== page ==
Cape Cod National Seashore Announces Intermittent Closure of Province Lands Road for Nighttime Research
Contact: Robert Cook, Ph.D., Wildlife Ecologist, 508 487 3262 x 206
Cape Cod National Seashore Superintendent George E. Price Jr. has announced that Cape Cod National Seashore is planning intermittent closures of Province Lands Road at night to conduct research on Eastern spadefoot toads, a threatened species in Massachusetts.
The Province Lands area supports the most significant population of this species in the northeastern United States. Many toads cross roads during the breeding season while foraging on rainy nights, and hundreds of individuals may be run over on a single night. Since 2003, the seashore has occasionally closed Province Lands Road, heavily used by spadefoot toads on rainy nights in spring and summer, in an attempt to minimize the number of toads killed. While this practice has helped reduce road kill, predicting in advance when there will be heavy toad activity has been challenging. The seashore needs more detailed data on toad activity and the environmental and seasonal factors that influence it in order to protect the toads. e goal of this research is to analyze seasonal and nightly patterns of spadefoot toad activity on Province Lands Road, and to develop a model to predict their activity based on factors such as rain, temperature, groundwater levels, and date. This will be the second year of this research project.
Research will begin in mid-April and extend into August, and will be conducted on Sunday, Tuesday, and Thursday nights, plus any night when heavy rains are forecast. On most of these nights, Province Lands Road will be closed from sunset until 1 AM. On nights with heavy rain and significant toad activity, data will be collected until sunrise to better understand activity patterns over the course of the night.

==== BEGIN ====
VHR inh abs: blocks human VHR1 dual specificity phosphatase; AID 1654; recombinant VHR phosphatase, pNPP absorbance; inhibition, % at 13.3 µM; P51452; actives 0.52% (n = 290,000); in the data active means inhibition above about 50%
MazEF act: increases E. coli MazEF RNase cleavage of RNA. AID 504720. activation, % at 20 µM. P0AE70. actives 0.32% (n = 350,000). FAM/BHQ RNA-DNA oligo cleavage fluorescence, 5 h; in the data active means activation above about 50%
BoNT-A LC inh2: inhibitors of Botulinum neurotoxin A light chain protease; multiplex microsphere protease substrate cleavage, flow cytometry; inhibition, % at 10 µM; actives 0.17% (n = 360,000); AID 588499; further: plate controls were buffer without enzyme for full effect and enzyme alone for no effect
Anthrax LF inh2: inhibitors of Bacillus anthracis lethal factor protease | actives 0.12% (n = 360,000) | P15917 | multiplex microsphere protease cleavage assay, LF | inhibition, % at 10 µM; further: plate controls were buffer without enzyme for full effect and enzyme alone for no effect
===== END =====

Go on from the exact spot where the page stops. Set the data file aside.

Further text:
Although this research will temporarily close Province Lands Road at night, it will not affect visitor access. Race Point Road, the primary access route to Provincetown Airport, Race Point Beach, and ORV access will remain open. The primary access to Herring Cove Beach from Route 6 also will not be affected. All destinations within the seashore that are open at night to public visitation will continue to be open. Superintendent Price said, “In our increasingly more human-dominated landscape, rare and unique natural phenomena such as the breeding habits of the spadefoot toads of the Province Lands have become restricted to habitats such as those provided by Cape Cod National Seashore. Our duty is to protect park wildlife, and to do so effectively, we need to base our decisions and operations on systematically collected data. This research project will enable us to better understand patterns of spadefoot toad activity and the factors that influence it. Public response to our past efforts to reduce road kill at night on Province Lands Road has been very positive. I hope that park visitors and area residents will continue to support us in our difficult task of protecting park wildlife while providing for public access.”
For more information about this research project, contact Robert Cook, Ph.D., Wildlife Ecologist, Cape Cod National Seashore, 508-487-3262 x 106.
Did You Know?
Cape Cod National Seashore is one of the most important nesting areas for the federally-threatened Piping Plover. Abundant in the 19th century, the beach-nesting Piping Plover declined in the 20th century, but have begun to recover as a result of active protection and visitor education.